Facebook. The mega-powered cultural giant of today. If Facebook were a nation, it would only have two or three countries larger than it. After all, it hosts some 500,000,000 (yeah, count the zeroes) people's public broadcast of what their life is like. The movie (which may or may not have taken a lot of liberties in its story telling) swept up 4 golden globes and is on track for a healthy crop of Oscars as well.

Long-time readers of the blog will know this: I fight just about any cultural element that doesn't seem moral or safe. For me, Facebook was no different. It had taken Myspace's title for "most addictive, popular, and dangerous site on the web" in my book. I would see news articles about people being killed  or fired  from their jobs or terrible stuff like that because of a stupid thing they posted on Facebook. It just didn't seem worth it at all.

But recently my view started tilting. For one, the movie made about Facebook (The Social Network)  prompted a lot of controversy about its truth to the real story of the real-life Mark Zuckerburg, main founder of Facebook. I looked at a couple interviews with him, and his intentions seemed genuine, if not a little too pro-internet tech savvy for my tastes. I personally feel like the internet should be an information source, not a surrogate social life.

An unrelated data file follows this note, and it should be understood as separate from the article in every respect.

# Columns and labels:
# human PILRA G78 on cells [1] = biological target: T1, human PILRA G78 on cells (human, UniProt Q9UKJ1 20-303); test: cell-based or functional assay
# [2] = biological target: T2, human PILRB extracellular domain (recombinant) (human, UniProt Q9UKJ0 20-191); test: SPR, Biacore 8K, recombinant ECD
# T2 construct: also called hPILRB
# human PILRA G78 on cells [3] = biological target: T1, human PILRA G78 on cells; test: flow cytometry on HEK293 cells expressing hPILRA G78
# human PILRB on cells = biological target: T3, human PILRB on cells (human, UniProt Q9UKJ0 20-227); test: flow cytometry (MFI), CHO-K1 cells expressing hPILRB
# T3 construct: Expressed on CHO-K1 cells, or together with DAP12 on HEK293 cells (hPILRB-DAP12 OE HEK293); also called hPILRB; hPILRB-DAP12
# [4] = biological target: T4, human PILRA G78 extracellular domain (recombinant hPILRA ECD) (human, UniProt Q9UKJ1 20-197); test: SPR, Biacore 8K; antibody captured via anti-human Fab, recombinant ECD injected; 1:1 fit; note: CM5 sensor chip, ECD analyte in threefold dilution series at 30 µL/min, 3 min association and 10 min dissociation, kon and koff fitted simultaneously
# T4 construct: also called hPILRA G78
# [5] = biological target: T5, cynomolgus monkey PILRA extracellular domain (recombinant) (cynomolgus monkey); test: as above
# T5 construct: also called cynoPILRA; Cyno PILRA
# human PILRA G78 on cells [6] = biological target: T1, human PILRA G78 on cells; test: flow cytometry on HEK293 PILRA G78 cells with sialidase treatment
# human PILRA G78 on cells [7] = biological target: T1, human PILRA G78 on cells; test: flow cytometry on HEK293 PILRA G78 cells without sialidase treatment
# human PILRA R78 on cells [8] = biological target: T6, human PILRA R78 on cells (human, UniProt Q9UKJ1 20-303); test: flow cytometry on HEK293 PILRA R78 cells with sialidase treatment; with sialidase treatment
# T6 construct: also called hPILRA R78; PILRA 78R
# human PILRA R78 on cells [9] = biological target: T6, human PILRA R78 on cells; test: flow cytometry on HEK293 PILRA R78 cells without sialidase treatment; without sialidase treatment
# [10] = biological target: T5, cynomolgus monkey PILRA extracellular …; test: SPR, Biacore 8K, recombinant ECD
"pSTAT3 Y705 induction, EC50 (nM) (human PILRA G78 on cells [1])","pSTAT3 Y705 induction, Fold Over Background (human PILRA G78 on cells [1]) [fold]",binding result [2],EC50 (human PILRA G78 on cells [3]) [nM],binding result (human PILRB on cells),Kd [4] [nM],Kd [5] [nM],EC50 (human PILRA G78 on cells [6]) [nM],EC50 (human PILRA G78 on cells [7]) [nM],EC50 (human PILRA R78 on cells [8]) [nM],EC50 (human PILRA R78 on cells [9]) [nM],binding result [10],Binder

What finally turned the tables, though, was a personal thing. The Seminary for the Archdiocese of New York (an Archdiocese is a bunch of catholic churches looked after by a bishop) decided to send their young men in the early years of training for the priesthood (the first four out of eight) to a merged seminary with another Archdiocese in the area. This meant the guys I was friends with at my Cathedral Prep Weekends who were entering Seminary weren't going to be around where I go anymore next year, and it would be sketchy if we ever got to see each other. In the back of my mind, my knee-jerk reaction was "Well, you know what to do, get a Facebook." 

Uh, NO!

 The fact I was even thinking about it freaked me out. It was about the last thing I wanted to do, but it had benefits that seemed sound enough. I talked about it with the Prep guys. I talked with my parents. And I decided to get one.